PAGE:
It is likely that a cure for diabetes will involve multiple approaches, rather than one strategy being suitable for all patients. Diabetes is characterized by loss of beta-cells, but little is known about how to prevent that loss. Two logical approaches are to prevent beta-cell death, or to restore beta-cells after they are lost. This proposal will carry out fundamental studies that will inform both approaches. The long-term goal is to identify potential therapeutic targets for ameliorating beta-cell loss in diabetic patients. The approach is to use transgenic zebrafish as a model of neonatal diabetes and endoplasmic reticulum (ER) stress. The models include two different transgenic lines that express a human proinsulin containing a single gene mutation. Both mutations cause neonatal diabetes in humans. Such mutations prevent correct folding of the molecule and prevent it from being secreted. The misfolded proinsulin is retained in the ER, where it accumulates and eventually causes cell death. However, adult zebrafish, unlike mammals, have the ability to regenerate beta-cells. This provides a unique opportunity to identify genes that are required for maintaining beta-cell mass.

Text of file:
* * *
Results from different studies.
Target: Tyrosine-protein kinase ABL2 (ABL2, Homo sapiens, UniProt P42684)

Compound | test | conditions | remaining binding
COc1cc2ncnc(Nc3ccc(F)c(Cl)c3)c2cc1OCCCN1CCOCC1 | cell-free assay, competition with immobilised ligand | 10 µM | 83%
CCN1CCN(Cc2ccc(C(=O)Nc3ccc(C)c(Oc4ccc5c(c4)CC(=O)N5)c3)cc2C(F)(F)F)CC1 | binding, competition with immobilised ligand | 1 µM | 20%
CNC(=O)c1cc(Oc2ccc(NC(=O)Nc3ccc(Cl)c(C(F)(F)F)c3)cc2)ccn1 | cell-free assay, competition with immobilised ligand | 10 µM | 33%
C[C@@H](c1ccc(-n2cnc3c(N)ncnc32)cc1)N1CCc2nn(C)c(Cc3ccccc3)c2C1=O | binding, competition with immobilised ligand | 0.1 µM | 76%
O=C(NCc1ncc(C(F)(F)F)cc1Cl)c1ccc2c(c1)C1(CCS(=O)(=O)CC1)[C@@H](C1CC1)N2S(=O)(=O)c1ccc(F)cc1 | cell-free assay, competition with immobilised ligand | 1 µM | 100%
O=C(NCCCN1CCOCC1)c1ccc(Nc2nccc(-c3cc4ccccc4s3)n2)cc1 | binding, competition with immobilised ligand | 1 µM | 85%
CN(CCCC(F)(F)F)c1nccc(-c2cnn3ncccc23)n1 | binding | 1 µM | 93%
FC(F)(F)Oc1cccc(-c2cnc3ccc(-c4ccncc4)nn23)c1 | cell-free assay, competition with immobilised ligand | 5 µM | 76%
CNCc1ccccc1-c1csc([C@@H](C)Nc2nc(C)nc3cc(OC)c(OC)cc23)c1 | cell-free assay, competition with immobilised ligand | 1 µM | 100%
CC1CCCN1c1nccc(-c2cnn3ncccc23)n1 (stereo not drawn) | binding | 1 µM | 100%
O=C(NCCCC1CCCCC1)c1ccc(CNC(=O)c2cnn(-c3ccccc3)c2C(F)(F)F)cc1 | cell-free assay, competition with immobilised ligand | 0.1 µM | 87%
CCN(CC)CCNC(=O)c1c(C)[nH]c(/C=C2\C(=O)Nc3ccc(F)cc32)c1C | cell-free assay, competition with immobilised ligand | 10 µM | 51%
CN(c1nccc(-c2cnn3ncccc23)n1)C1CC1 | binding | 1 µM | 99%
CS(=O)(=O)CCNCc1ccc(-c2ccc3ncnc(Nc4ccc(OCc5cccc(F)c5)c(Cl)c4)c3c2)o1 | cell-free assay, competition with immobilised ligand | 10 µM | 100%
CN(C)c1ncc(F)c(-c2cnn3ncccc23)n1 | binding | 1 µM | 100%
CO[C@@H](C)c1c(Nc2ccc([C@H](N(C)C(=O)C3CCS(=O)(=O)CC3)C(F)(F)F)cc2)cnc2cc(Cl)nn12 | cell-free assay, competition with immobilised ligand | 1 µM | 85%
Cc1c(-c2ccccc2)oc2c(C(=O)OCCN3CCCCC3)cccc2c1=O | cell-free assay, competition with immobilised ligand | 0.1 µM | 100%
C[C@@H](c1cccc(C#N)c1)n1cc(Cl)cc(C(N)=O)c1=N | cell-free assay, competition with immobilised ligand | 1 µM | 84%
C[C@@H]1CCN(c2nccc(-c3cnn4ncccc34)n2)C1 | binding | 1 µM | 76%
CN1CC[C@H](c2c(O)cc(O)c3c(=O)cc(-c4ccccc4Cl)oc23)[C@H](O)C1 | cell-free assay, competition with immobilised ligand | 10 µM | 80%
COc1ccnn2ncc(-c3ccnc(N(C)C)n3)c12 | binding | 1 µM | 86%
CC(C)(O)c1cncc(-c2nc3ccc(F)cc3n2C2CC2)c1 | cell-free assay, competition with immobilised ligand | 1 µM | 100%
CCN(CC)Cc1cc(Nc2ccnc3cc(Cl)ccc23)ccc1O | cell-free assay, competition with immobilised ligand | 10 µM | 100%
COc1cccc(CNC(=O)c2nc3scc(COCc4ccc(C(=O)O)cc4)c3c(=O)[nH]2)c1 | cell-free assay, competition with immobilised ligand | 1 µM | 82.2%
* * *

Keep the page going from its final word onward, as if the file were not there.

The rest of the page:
Specific Aim 1 will study factors that positively and negatively influence beta-cell death. The focus is on characterizing the ER-stress response in beta-cells that accumulate misfolded proinsulin in the ER. The strategy is to quantify relative gene expression levels of conserved factors in the known vertebrate ER homeostasis pathways.
Specific Aim 2 will compare differential gene expression in wild-type islets versus mutant, regenerative islets. Whole transcriptome analysis will identify genes that are required for maintenance and regeneration of beta-cell mass. This unbiased approach will also identify genes that are critical for maintaining ER homeostasis. The proposed research is innovative because it utilizes novel transgenic lines of zebrafish that will allow the in vivo study of beta-cell biology and regeneration, and because it uses disease-specific ablation. The proposed research is significant because it is expected to be a step forward in identifying therapeutic targets for maintaining or restoring beta-cell mass in human diabetic patients.
Diabetes is a leading cause of morbidity and mortality in the U.S, and there is no cure. This project will reveal fundamental insights into how pancreatic cell mass is maintained and regenerated. The knowledge gained will be critical for developing therapies to prevent cell loss in human diabetic patients.
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